FARM SCIENCE REVIEW: Ohio revs up its use of biodiesel


COLUMBUS – With the Ohio Farm Science Review as his backdrop, Ohio Gov. Bob Taft said Sept. 20 the Ohio Department of Transportation will integrate alternative fuels into its fleet.
By executive order, the governor asked ODOT to use at least 1 million gallons of biodiesel fuel and 30,000 gallons of ethanol per year, and to purchase only new cars that are able to run on both unleaded fuel and ethanol.
Big user. ODOT uses about 4 million gallons of diesel fuel a year to fuel its 4,200 pieces of heavy equipment that can run on biodiesel or diesel fuel. The equipment includes pick-up trucks, dump trucks (snow plows) and off-road equipment.
The department has been testing the use of alternative fuels since 1999, said Director Gordon Proctor.
Ethanol use. As part of the 1999 pilot program, ODOT installed an ethanol tank in Columbus for use in sedans and small cars. At the same time, it began acquiring flex-fuel passenger vehicles that can operate on either normal gasoline or fuel blended with high levels of ethanol.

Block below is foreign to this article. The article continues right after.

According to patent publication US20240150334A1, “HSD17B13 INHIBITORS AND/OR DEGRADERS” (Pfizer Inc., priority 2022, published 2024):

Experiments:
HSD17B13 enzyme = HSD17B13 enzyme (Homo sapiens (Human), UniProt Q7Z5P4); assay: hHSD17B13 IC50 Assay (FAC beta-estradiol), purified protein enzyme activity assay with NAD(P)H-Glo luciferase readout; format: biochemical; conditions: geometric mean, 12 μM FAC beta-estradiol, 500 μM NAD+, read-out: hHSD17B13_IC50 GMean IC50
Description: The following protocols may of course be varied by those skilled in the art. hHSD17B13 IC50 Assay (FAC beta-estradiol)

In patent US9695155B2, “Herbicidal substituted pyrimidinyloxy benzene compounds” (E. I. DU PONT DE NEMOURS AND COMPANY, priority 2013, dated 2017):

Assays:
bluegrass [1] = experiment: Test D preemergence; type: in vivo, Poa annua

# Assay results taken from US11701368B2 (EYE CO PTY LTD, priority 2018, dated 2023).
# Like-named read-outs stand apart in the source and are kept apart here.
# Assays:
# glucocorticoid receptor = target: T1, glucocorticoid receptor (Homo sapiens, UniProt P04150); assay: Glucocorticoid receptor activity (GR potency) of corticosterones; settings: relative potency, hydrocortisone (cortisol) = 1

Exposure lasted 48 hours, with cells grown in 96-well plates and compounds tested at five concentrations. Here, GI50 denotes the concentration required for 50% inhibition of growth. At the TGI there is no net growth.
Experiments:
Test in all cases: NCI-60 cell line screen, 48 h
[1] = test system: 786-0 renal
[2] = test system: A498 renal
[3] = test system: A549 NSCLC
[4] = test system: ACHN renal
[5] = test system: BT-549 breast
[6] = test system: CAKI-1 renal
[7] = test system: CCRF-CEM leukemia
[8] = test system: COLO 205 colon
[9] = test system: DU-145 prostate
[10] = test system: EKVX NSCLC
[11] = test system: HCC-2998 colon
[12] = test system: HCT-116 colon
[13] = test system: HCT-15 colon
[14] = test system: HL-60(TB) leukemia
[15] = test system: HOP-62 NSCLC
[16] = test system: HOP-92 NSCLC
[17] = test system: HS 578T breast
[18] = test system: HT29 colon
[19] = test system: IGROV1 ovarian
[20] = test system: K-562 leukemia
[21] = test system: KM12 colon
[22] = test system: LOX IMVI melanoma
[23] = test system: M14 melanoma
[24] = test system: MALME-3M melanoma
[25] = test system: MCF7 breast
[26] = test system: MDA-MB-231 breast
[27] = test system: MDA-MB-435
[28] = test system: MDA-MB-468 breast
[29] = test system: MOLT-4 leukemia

ODOT now owns 193 flex-fuel vehicles and requires all new sedans purchased be flex-fuel. As part of the governor’s initiative to further invest in alternative fuels, ODOT will now add an ethanol tank as it constructs new district offices around the state.
Early problems. In the early stages of the pilot program, ODOT dealt with some setbacks in using biodiesel that caused the fuel to “gel” in the wintertime as well as some plugging of equipment filters.
Technology has advanced far enough to overcome these problems and ODOT has not discovered any limiting factors that would prohibit the widespread use of alternative fuels, Proctor said.


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